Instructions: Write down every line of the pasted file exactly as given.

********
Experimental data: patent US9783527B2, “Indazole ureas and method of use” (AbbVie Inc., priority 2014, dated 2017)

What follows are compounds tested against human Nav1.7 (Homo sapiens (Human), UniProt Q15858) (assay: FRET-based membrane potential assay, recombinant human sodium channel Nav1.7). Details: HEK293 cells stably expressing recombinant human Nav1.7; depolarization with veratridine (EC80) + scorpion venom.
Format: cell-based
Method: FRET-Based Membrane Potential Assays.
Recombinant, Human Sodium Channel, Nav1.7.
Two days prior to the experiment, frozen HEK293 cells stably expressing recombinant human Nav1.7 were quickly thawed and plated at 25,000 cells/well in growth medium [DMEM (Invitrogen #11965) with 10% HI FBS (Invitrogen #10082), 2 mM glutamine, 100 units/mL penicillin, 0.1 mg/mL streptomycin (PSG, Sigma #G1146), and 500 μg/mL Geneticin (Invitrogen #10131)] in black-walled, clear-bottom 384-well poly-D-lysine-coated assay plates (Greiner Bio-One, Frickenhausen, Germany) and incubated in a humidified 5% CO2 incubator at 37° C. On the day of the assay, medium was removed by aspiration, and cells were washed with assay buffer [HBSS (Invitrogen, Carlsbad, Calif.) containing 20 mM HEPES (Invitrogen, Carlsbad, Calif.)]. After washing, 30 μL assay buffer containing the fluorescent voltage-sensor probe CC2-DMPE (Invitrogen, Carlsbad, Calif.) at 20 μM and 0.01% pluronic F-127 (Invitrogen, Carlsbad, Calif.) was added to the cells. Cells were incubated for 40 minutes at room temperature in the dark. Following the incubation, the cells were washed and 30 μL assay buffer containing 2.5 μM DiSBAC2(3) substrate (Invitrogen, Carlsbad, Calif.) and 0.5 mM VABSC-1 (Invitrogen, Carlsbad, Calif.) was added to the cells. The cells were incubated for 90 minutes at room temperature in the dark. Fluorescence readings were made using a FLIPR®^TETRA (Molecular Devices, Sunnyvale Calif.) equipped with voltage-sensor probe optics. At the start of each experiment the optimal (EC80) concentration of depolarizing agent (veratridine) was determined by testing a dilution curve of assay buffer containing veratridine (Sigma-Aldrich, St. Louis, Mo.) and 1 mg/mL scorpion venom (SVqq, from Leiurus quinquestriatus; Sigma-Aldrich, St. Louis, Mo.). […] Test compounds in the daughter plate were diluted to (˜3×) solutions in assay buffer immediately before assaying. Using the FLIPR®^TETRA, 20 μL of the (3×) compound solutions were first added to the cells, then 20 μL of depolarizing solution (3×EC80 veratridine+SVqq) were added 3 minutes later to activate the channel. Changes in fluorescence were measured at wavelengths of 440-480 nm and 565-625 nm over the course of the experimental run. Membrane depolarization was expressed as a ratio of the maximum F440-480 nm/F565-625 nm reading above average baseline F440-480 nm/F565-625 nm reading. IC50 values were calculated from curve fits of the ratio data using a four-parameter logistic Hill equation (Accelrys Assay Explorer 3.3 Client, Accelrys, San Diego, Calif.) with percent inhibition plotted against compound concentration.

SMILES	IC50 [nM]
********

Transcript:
Experimental data: patent US9783527B2, “Indazole ureas and method of use” (AbbVie Inc., priority 2014, dated 2017)

What follows are compounds tested against human Nav1.7 (Homo sapiens (Human), UniProt Q15858) (assay: FRET-based membrane potential assay, recombinant human sodium channel Nav1.7). Details: HEK293 cells stably expressing recombinant human Nav1.7; depolarization with veratridine (EC80) + scorpion venom.
Format: cell-based
Method: FRET-Based Membrane Potential Assays.
Recombinant, Human Sodium Channel, Nav1.7.
Two days prior to the experiment, frozen HEK293 cells stably expressing recombinant human Nav1.7 were quickly thawed and plated at 25,000 cells/well in growth medium [DMEM (Invitrogen #11965) with 10% HI FBS (Invitrogen #10082), 2 mM glutamine, 100 units/mL penicillin, 0.1 mg/mL streptomycin (PSG, Sigma #G1146), and 500 μg/mL Geneticin (Invitrogen #10131)] in black-walled, clear-bottom 384-well poly-D-lysine-coated assay plates (Greiner Bio-One, Frickenhausen, Germany) and incubated in a humidified 5% CO2 incubator at 37° C. On the day of the assay, medium was removed by aspiration, and cells were washed with assay buffer [HBSS (Invitrogen, Carlsbad, Calif.) containing 20 mM HEPES (Invitrogen, Carlsbad, Calif.)]. After washing, 30 μL assay buffer containing the fluorescent voltage-sensor probe CC2-DMPE (Invitrogen, Carlsbad, Calif.) at 20 μM and 0.01% pluronic F-127 (Invitrogen, Carlsbad, Calif.) was added to the cells. Cells were incubated for 40 minutes at room temperature in the dark. Following the incubation, the cells were washed and 30 μL assay buffer containing 2.5 μM DiSBAC2(3) substrate (Invitrogen, Carlsbad, Calif.) and 0.5 mM VABSC-1 (Invitrogen, Carlsbad, Calif.) was added to the cells. The cells were incubated for 90 minutes at room temperature in the dark. Fluorescence readings were made using a FLIPR®^TETRA (Molecular Devices, Sunnyvale Calif.) equipped with voltage-sensor probe optics. At the start of each experiment the optimal (EC80) concentration of depolarizing agent (veratridine) was determined by testing a dilution curve of assay buffer containing veratridine (Sigma-Aldrich, St. Louis, Mo.) and 1 mg/mL scorpion venom (SVqq, from Leiurus quinquestriatus; Sigma-Aldrich, St. Louis, Mo.). […] Test compounds in the daughter plate were diluted to (˜3×) solutions in assay buffer immediately before assaying. Using the FLIPR®^TETRA, 20 μL of the (3×) compound solutions were first added to the cells, then 20 μL of depolarizing solution (3×EC80 veratridine+SVqq) were added 3 minutes later to activate the channel. Changes in fluorescence were measured at wavelengths of 440-480 nm and 565-625 nm over the course of the experimental run. Membrane depolarization was expressed as a ratio of the maximum F440-480 nm/F565-625 nm reading above average baseline F440-480 nm/F565-625 nm reading. IC50 values were calculated from curve fits of the ratio data using a four-parameter logistic Hill equation (Accelrys Assay Explorer 3.3 Client, Accelrys, San Diego, Calif.) with percent inhibition plotted against compound concentration.

SMILES	IC50 [nM]